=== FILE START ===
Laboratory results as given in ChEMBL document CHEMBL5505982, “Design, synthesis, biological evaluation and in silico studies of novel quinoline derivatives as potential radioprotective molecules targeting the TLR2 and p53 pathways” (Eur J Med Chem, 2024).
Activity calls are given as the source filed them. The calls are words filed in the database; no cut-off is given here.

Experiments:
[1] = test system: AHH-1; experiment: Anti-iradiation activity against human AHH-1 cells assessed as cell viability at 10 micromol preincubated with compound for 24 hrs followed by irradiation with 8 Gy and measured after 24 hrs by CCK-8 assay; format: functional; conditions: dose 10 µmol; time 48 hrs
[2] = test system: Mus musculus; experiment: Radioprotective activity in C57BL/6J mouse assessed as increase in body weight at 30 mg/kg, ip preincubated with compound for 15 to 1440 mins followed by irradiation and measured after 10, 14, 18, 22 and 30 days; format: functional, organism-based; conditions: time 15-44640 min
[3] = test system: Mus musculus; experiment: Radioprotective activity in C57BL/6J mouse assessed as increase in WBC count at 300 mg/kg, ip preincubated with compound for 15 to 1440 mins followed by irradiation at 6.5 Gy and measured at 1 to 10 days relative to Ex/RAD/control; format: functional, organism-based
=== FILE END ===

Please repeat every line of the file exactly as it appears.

Laboratory results as given in ChEMBL document CHEMBL5505982, “Design, synthesis, biological evaluation and in silico studies of novel quinoline derivatives as potential radioprotective molecules targeting the TLR2 and p53 pathways” (Eur J Med Chem, 2024).
Activity calls are given as the source filed them. The calls are words filed in the database; no cut-off is given here.

Experiments:
[1] = test system: AHH-1; experiment: Anti-iradiation activity against human AHH-1 cells assessed as cell viability at 10 micromol preincubated with compound for 24 hrs followed by irradiation with 8 Gy and measured after 24 hrs by CCK-8 assay; format: functional; conditions: dose 10 µmol; time 48 hrs
[2] = test system: Mus musculus; experiment: Radioprotective activity in C57BL/6J mouse assessed as increase in body weight at 30 mg/kg, ip preincubated with compound for 15 to 1440 mins followed by irradiation and measured after 10, 14, 18, 22 and 30 days; format: functional, organism-based; conditions: time 15-44640 min
[3] = test system: Mus musculus; experiment: Radioprotective activity in C57BL/6J mouse assessed as increase in WBC count at 300 mg/kg, ip preincubated with compound for 15 to 1440 mins followed by irradiation at 6.5 Gy and measured at 1 to 10 days relative to Ex/RAD/control; format: functional, organism-based